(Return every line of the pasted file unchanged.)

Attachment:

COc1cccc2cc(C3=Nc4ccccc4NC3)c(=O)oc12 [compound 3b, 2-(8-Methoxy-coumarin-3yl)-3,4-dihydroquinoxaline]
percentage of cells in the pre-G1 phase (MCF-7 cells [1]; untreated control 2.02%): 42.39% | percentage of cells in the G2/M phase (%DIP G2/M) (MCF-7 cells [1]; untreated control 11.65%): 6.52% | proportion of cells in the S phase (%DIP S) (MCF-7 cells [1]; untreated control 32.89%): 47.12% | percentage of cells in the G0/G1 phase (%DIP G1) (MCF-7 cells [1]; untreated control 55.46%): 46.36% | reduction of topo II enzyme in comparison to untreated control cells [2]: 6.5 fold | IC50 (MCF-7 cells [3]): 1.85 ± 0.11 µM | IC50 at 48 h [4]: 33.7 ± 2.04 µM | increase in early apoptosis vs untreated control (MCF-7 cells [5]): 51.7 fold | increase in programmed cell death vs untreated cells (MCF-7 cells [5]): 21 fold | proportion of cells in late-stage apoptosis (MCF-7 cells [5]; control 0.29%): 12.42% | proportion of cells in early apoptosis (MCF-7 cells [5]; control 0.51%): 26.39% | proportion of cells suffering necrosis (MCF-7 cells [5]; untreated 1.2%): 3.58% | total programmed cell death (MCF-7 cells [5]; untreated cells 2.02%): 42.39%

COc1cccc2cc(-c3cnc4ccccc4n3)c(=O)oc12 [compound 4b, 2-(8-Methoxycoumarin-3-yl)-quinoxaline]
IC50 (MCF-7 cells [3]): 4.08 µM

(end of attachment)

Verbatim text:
COc1cccc2cc(C3=Nc4ccccc4NC3)c(=O)oc12 [compound 3b, 2-(8-Methoxy-coumarin-3yl)-3,4-dihydroquinoxaline]
percentage of cells in the pre-G1 phase (MCF-7 cells [1]; untreated control 2.02%): 42.39% | percentage of cells in the G2/M phase (%DIP G2/M) (MCF-7 cells [1]; untreated control 11.65%): 6.52% | proportion of cells in the S phase (%DIP S) (MCF-7 cells [1]; untreated control 32.89%): 47.12% | percentage of cells in the G0/G1 phase (%DIP G1) (MCF-7 cells [1]; untreated control 55.46%): 46.36% | reduction of topo II enzyme in comparison to untreated control cells [2]: 6.5 fold | IC50 (MCF-7 cells [3]): 1.85 ± 0.11 µM | IC50 at 48 h [4]: 33.7 ± 2.04 µM | increase in early apoptosis vs untreated control (MCF-7 cells [5]): 51.7 fold | increase in programmed cell death vs untreated cells (MCF-7 cells [5]): 21 fold | proportion of cells in late-stage apoptosis (MCF-7 cells [5]; control 0.29%): 12.42% | proportion of cells in early apoptosis (MCF-7 cells [5]; control 0.51%): 26.39% | proportion of cells suffering necrosis (MCF-7 cells [5]; untreated 1.2%): 3.58% | total programmed cell death (MCF-7 cells [5]; untreated cells 2.02%): 42.39%

COc1cccc2cc(-c3cnc4ccccc4n3)c(=O)oc12 [compound 4b, 2-(8-Methoxycoumarin-3-yl)-quinoxaline]
IC50 (MCF-7 cells [3]): 4.08 µM